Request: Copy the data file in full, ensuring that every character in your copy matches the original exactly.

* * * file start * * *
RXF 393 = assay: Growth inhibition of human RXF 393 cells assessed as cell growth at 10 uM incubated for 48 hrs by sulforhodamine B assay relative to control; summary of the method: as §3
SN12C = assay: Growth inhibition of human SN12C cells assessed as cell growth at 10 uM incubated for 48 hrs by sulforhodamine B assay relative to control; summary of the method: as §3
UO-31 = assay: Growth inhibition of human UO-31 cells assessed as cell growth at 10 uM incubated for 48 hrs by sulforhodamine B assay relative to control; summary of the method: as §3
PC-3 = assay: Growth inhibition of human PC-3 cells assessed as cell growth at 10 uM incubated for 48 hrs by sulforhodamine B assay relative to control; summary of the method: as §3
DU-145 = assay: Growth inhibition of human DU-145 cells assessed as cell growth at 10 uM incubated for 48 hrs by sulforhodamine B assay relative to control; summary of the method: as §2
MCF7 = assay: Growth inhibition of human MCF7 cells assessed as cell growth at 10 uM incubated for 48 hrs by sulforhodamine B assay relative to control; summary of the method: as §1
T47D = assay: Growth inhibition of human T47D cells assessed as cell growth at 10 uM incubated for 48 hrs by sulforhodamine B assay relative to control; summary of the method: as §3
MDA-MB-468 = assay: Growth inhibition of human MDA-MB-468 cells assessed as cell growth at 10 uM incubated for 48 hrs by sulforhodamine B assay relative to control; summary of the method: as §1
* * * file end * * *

RXF 393 = assay: Growth inhibition of human RXF 393 cells assessed as cell growth at 10 uM incubated for 48 hrs by sulforhodamine B assay relative to control; summary of the method: as §3
SN12C = assay: Growth inhibition of human SN12C cells assessed as cell growth at 10 uM incubated for 48 hrs by sulforhodamine B assay relative to control; summary of the method: as §3
UO-31 = assay: Growth inhibition of human UO-31 cells assessed as cell growth at 10 uM incubated for 48 hrs by sulforhodamine B assay relative to control; summary of the method: as §3
PC-3 = assay: Growth inhibition of human PC-3 cells assessed as cell growth at 10 uM incubated for 48 hrs by sulforhodamine B assay relative to control; summary of the method: as §3
DU-145 = assay: Growth inhibition of human DU-145 cells assessed as cell growth at 10 uM incubated for 48 hrs by sulforhodamine B assay relative to control; summary of the method: as §2
MCF7 = assay: Growth inhibition of human MCF7 cells assessed as cell growth at 10 uM incubated for 48 hrs by sulforhodamine B assay relative to control; summary of the method: as §1
T47D = assay: Growth inhibition of human T47D cells assessed as cell growth at 10 uM incubated for 48 hrs by sulforhodamine B assay relative to control; summary of the method: as §3
MDA-MB-468 = assay: Growth inhibition of human MDA-MB-468 cells assessed as cell growth at 10 uM incubated for 48 hrs by sulforhodamine B assay relative to control; summary of the method: as §1